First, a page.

|Public school total||16,181||16,199||16,263||16,195||1,6111||16,069||16,098|
Countywide, enrollment is up slightly from seven years ago but down 80 students from a high of 16,263 in 2015. Districts provide their September headcounts to the Wisconsin Department of Public Instruction, and the numbers influence everything from school budgets to how districts and school boards plan for the future.
For La Crosse, the pain of declining enrollment isn’t felt immediately, Superintendent Randy Nelson said. For budgeting purposes, the state uses a three-year rolling average to calculate revenue limits and state aid to help districts that experience spikes in enrollment.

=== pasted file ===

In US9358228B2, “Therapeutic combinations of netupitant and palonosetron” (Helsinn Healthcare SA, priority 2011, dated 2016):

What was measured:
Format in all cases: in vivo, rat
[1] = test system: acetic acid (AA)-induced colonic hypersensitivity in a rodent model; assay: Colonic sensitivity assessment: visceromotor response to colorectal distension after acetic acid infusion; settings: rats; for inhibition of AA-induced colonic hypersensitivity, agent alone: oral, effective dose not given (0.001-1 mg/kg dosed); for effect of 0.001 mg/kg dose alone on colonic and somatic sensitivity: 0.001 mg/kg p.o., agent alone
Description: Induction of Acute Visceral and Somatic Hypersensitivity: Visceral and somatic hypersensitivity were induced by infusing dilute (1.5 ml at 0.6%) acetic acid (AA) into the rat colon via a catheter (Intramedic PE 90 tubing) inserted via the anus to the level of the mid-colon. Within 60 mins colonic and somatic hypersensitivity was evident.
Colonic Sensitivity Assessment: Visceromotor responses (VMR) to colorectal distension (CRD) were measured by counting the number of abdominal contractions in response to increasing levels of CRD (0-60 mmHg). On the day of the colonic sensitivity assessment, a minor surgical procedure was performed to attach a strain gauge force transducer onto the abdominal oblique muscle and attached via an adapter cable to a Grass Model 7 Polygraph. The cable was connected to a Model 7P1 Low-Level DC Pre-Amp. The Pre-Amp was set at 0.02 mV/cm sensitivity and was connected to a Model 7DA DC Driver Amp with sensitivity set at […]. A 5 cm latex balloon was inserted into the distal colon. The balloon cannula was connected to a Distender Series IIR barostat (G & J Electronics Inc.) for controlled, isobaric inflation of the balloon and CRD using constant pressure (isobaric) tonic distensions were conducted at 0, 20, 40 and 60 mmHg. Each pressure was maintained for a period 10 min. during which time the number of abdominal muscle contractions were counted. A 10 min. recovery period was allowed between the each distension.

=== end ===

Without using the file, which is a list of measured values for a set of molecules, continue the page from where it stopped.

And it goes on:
The district has experienced declining enrollment for over 15 years, Nelson said, a trend the district calculates as it budgets, plans for future staffing and considers the best ways to use school space and resources.
Open enrollment has helped the district: More students come into the district from neighboring districts each year than resident students who chose to go to school elsewhere. But like many urban districts, La Crosse doesn’t have much room to grow, unlike neighboring suburbs such as Onalaska and Holmen.
“All of these things play into it,” Nelson said. “There is still an opportunity for development in the city, but not to grow our boundaries.”
The Onalaska school district is up 14 students this year to 3,178, and Holmen is up 44 to 3,938. Bangor is up 12 students to 595 and West Salem, which has had steady enrollment in recent years, is up 4 students to 1,818.